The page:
We have introduced natural regulation into the project by overlaying the highway grid with a much looser system of roads for pedestrians, bikes, and slow traffic. We were also able to preserve one hill through the looser system of roads.

To integrate infrastructure as a critical element into our plan, we devised flows and structures to clean and reuse all water on site. Unfortunately, as the site’s energy infrastructure had been determined and partially implemented before the competition, we were unable to execute our ambition for a “Zero City,” a plan to have all energy resources regenerated on site.

Our “city in nature” ambition energizes other design goals, like making government physically and visibly accessible. And we see what can be realized by cultivating unconventional urban surfaces—a roof, as in Sejong—so they become dynamic participants in the urban landscape.



The Broadway Mall project was the result of a request by the Broadway Mall Association via Design NYC. With Joel Sanders Architect, we determined that the Mall, stretching from 60th to 168th streets, could be much more than a mere median, amalgamating 100 separate block segments. Instead, we re-envision it as a thriving ecological corridor for New York.

We embrace the influence of the surrounding traffic: in our design, the drafts produced by vehicle movements power windmills on the retaining walls of each block, producing electricity to light the entire mall (Oberholzer turbines). And we have designed at multiple scales to make this eco-corridor function at all levels, combining a skyway for insects and birds with a small mammal path traversing under each cross street, and a continuous public walkway.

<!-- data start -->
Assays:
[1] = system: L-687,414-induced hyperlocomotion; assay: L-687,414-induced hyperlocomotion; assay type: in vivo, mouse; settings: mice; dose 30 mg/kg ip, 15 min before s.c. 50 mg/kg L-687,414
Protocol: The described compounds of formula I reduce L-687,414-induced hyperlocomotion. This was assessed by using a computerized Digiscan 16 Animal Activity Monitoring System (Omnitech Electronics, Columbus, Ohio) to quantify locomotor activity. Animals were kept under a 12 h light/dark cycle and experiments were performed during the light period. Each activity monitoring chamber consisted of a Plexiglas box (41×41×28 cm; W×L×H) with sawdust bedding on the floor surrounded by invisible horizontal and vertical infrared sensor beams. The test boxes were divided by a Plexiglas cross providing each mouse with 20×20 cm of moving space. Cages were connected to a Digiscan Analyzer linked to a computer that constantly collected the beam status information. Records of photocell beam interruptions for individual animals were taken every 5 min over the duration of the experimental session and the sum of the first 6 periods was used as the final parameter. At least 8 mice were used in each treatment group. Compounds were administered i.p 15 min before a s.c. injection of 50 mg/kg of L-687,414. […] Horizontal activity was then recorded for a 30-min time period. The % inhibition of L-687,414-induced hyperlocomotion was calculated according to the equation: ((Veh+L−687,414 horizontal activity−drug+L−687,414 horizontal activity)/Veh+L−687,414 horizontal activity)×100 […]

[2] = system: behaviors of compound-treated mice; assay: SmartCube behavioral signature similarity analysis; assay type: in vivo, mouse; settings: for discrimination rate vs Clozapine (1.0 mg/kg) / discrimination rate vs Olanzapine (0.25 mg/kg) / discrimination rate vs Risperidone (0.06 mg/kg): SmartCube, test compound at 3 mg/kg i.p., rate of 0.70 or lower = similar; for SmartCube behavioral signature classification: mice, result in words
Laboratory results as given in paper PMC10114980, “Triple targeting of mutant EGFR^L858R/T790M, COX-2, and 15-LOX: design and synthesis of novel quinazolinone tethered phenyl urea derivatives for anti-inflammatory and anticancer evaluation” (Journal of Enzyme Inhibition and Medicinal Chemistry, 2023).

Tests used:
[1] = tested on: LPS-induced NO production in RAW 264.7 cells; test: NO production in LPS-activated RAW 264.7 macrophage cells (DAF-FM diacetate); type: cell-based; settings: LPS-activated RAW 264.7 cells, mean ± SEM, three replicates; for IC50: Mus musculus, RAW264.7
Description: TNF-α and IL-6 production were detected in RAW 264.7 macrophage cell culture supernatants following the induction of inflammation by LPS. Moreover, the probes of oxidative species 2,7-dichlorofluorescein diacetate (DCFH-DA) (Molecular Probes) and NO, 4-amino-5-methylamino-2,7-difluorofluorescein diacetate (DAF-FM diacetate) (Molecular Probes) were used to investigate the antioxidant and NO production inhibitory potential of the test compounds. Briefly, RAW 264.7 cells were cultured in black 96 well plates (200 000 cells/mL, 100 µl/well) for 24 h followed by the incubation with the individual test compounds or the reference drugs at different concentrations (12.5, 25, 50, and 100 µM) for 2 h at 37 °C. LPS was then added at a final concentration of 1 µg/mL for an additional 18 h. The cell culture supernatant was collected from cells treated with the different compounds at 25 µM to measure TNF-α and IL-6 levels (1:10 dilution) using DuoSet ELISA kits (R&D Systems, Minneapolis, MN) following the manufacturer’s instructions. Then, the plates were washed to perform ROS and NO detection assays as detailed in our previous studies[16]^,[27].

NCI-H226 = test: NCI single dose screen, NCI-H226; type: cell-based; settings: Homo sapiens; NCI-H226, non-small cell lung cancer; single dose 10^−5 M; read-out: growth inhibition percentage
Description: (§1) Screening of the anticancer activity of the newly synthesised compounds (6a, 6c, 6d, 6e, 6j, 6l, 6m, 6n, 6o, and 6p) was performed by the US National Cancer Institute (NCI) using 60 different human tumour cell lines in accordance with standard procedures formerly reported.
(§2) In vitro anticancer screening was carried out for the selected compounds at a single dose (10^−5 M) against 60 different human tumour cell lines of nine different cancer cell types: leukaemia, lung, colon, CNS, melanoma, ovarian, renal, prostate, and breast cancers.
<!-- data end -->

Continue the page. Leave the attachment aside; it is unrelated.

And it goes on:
Finally, instead of submitting to a planning and funding process of one or more decades, we’ve devised temporary interventions as a tactic to get moving immediately. We have focused our initial effort on a two-block stretch. This provides a way to begin today, so that ideas can be observed, criticized, and evolved – the kind of dance with nature needed as we enter a new urban era.

The Broadway Mall concept can be applied to countless medians, poor Cinderellas of public space, left in most cases as windshield landscapes (e.g. Park Avenue). In many cities, not just New York, they are spines waiting to be knit into a larger whole.

From Korea, the “city in nature” idea serves other design goals such as making government physically and visually accessible.  We can see also that cultivated urban surfaces can become activators of an urban landscape.

This is a beginning. The “city in nature” will be a source of revolutionary change on how a city operates, and for whom. It will be a bricolage of living things under constant change, retaining old parts but endowing them with new functions.

Diana Balmori is a landscape and urban designer and Principal of Balmori Associates, Inc. She teaches at the Yale School of Architecture and is the author of Groundwork: Between Landscape and Architecture. She has been a Fellow of the Forum since 2006.